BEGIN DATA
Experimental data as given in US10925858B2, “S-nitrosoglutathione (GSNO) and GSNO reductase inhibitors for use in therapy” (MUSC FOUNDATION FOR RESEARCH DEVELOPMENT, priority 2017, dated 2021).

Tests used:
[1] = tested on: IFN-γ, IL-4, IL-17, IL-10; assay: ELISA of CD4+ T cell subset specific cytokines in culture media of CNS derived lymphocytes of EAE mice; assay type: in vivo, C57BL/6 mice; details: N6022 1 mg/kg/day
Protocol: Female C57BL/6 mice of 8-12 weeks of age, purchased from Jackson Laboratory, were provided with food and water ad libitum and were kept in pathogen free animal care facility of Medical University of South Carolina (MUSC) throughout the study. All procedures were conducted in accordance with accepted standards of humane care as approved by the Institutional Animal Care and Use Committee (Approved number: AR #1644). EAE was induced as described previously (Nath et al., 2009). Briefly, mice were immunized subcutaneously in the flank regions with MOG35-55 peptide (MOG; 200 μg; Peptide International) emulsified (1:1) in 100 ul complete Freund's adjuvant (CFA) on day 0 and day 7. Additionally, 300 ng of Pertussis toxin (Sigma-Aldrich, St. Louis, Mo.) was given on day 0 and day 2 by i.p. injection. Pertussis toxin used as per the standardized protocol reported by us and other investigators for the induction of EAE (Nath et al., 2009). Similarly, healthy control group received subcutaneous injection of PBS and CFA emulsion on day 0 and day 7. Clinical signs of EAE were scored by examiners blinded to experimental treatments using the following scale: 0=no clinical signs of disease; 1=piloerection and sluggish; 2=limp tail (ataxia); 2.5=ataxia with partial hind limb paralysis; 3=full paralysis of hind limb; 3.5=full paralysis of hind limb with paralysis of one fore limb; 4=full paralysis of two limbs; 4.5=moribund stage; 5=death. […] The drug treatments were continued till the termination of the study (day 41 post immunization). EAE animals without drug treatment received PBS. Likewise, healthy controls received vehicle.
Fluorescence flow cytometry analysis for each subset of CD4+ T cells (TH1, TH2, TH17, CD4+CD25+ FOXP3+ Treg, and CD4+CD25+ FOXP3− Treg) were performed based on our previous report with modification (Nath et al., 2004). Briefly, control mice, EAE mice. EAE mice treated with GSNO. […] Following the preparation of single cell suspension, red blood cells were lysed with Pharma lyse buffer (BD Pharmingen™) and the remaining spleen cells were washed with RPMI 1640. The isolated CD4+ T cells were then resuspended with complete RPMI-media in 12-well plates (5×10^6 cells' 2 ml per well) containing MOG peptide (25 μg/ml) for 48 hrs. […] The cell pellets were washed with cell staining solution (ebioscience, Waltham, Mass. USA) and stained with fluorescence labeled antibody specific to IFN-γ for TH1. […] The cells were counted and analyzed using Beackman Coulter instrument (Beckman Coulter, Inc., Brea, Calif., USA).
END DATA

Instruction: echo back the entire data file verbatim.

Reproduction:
Experimental data as given in US10925858B2, “S-nitrosoglutathione (GSNO) and GSNO reductase inhibitors for use in therapy” (MUSC FOUNDATION FOR RESEARCH DEVELOPMENT, priority 2017, dated 2021).

Tests used:
[1] = tested on: IFN-γ, IL-4, IL-17, IL-10; assay: ELISA of CD4+ T cell subset specific cytokines in culture media of CNS derived lymphocytes of EAE mice; assay type: in vivo, C57BL/6 mice; details: N6022 1 mg/kg/day
Protocol: Female C57BL/6 mice of 8-12 weeks of age, purchased from Jackson Laboratory, were provided with food and water ad libitum and were kept in pathogen free animal care facility of Medical University of South Carolina (MUSC) throughout the study. All procedures were conducted in accordance with accepted standards of humane care as approved by the Institutional Animal Care and Use Committee (Approved number: AR #1644). EAE was induced as described previously (Nath et al., 2009). Briefly, mice were immunized subcutaneously in the flank regions with MOG35-55 peptide (MOG; 200 μg; Peptide International) emulsified (1:1) in 100 ul complete Freund's adjuvant (CFA) on day 0 and day 7. Additionally, 300 ng of Pertussis toxin (Sigma-Aldrich, St. Louis, Mo.) was given on day 0 and day 2 by i.p. injection. Pertussis toxin used as per the standardized protocol reported by us and other investigators for the induction of EAE (Nath et al., 2009). Similarly, healthy control group received subcutaneous injection of PBS and CFA emulsion on day 0 and day 7. Clinical signs of EAE were scored by examiners blinded to experimental treatments using the following scale: 0=no clinical signs of disease; 1=piloerection and sluggish; 2=limp tail (ataxia); 2.5=ataxia with partial hind limb paralysis; 3=full paralysis of hind limb; 3.5=full paralysis of hind limb with paralysis of one fore limb; 4=full paralysis of two limbs; 4.5=moribund stage; 5=death. […] The drug treatments were continued till the termination of the study (day 41 post immunization). EAE animals without drug treatment received PBS. Likewise, healthy controls received vehicle.
Fluorescence flow cytometry analysis for each subset of CD4+ T cells (TH1, TH2, TH17, CD4+CD25+ FOXP3+ Treg, and CD4+CD25+ FOXP3− Treg) were performed based on our previous report with modification (Nath et al., 2004). Briefly, control mice, EAE mice. EAE mice treated with GSNO. […] Following the preparation of single cell suspension, red blood cells were lysed with Pharma lyse buffer (BD Pharmingen™) and the remaining spleen cells were washed with RPMI 1640. The isolated CD4+ T cells were then resuspended with complete RPMI-media in 12-well plates (5×10^6 cells' 2 ml per well) containing MOG peptide (25 μg/ml) for 48 hrs. […] The cell pellets were washed with cell staining solution (ebioscience, Waltham, Mass. USA) and stained with fluorescence labeled antibody specific to IFN-γ for TH1. […] The cells were counted and analyzed using Beackman Coulter instrument (Beckman Coulter, Inc., Brea, Calif., USA).